Atmospheric mineral dust particles can alter cloud properties and thus climate by acting as cloud condensation nuclei (CCN) that form cloud droplets. The CCN activation properties of various calcium mineral dust particles were studied experimentally to investigate the consequences of field observations showing the segregation of sulphate from nitrate and chloride between individual aged Asian dust particles, and the enrichment of oxalic acid in Asian dust. Each mineral's observed apparent hygroscopicity was primarily controlled by its solubility, which determines the degree to which the mineral's intrinsic hygroscopicity can be expressed. The significant increase in hygroscopicity caused by mixing soluble hygroscopic material with insoluble mineral particles is also presented. Insoluble minerals including calcium carbonate, representing fresh unprocessed dust, and calcium sulphate, representing atmospherically processed dust, had similarly small apparent hygroscopicities. Their activation is accurately described by a deliquescence limit following the Kelvin effect and corresponded to an apparent single-hygroscopicity parameter, kappa, of similar to 0.001. Soluble calcium chloride and calcium nitrate, representing atmospherically processed mineral dust particles, were much more hygroscopic, activating similar to ammonium sulphate with kappa similar to 0.5. Calcium oxalate monohydrate (kappa=0.05) was significantly less CCN-active than oxalic acid (kappa=0.3), but not as inactive as its low solubility would predict. These results indicate that the common assumption that all mineral dust particles become more hygroscopic and CCN-active after atmospheric processing should be revisited. Calcium sulphate and calcium oxalate are two realistic proxies for aged mineral dust that remain non-hygroscopic. The dust's apparent hygroscopicity will be controlled by its chemical mixing state, which is determined by its mineralogy and the chemical reaction pathways it experiences during transport.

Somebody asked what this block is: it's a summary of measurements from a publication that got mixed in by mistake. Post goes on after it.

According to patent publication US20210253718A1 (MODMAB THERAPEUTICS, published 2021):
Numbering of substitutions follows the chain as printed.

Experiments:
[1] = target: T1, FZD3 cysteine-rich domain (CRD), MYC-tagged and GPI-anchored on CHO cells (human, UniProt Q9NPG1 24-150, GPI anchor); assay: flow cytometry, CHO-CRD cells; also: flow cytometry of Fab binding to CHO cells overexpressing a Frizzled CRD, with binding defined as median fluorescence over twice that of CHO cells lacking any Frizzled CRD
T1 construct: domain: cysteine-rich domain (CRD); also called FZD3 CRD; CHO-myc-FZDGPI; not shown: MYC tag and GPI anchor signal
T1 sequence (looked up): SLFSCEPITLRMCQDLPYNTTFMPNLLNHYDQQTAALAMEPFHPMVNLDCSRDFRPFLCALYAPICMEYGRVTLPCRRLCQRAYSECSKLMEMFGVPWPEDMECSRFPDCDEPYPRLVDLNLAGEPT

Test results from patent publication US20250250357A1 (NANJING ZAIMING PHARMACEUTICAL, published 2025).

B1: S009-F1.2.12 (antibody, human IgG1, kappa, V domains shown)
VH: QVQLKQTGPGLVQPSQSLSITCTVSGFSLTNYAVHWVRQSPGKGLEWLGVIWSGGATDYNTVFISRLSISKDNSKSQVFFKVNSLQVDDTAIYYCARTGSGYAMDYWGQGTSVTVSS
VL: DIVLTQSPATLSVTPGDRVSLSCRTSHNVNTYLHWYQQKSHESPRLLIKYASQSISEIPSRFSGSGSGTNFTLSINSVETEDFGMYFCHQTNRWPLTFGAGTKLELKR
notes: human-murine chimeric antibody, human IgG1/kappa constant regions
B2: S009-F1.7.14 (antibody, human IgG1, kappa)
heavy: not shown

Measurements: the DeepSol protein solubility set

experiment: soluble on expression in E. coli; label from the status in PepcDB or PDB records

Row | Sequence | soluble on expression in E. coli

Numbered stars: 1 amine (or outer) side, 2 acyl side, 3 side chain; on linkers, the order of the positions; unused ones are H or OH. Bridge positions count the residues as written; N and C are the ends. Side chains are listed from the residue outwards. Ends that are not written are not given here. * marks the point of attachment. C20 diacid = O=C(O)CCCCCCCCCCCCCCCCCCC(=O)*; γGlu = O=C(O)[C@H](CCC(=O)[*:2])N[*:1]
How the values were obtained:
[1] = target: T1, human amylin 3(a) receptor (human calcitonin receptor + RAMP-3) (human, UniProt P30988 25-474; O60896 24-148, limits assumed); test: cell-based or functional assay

Williams, E, Rosenfeld D, Madden N, Gerlach J, Gears N, Atkinson L, Dunnemann N, Frostrom G, Antonio M, Biazon B, Camargo R, Franca H, Gomes A, Lima M, Machado R, Manhaes S, Nachtigall L, Piva H, Quintiliano W, Machado L, Artaxo P, Roberts G, Renno N, Blakeslee R, Bailey J, Boccippio D, Betts A, Wolff D, Roy B, Halverson J, Rickenbach T, Fuentes J, Avelino E.  2002.  Contrasting convective regimes over the Amazon: Implications for cloud electrification. Journal of Geophysical Research-Atmospheres. 107   10.1029/2001jd000380   AbstractWebsite

Four distinct meteorological regimes in the Amazon basin have been examined to distinguish the contributions from boundary layer aerosol and convective available potential energy (CAPE) to continental cloud structure and electrification. The lack of distinction in the electrical parameters (peak flash rate, lightning yield per unit rainfall) between aerosol-rich October and aerosol-poor November in the premonsoon regime casts doubt on a primary role for the aerosol in enhancing cloud electrification. Evidence for a substantial role for the aerosol in suppressing warm rain coalescence is identified in the most highly polluted period in early October. The electrical activity in this stage is qualitatively peculiar. During the easterly and westerly wind regimes of the wet season, the lightning yield per unit of rainfall is positively correlated with the aerosol concentration, but the electrical parameters are also correlated with CAPE, with a similar degree of scatter. Here cause and effect are difficult to establish with available observations. This ambiguity extends to the "green ocean" westerly regime, a distinctly maritime regime over a major continent with minimum aerosol concentration, minimum CAPE, and little if any lightning.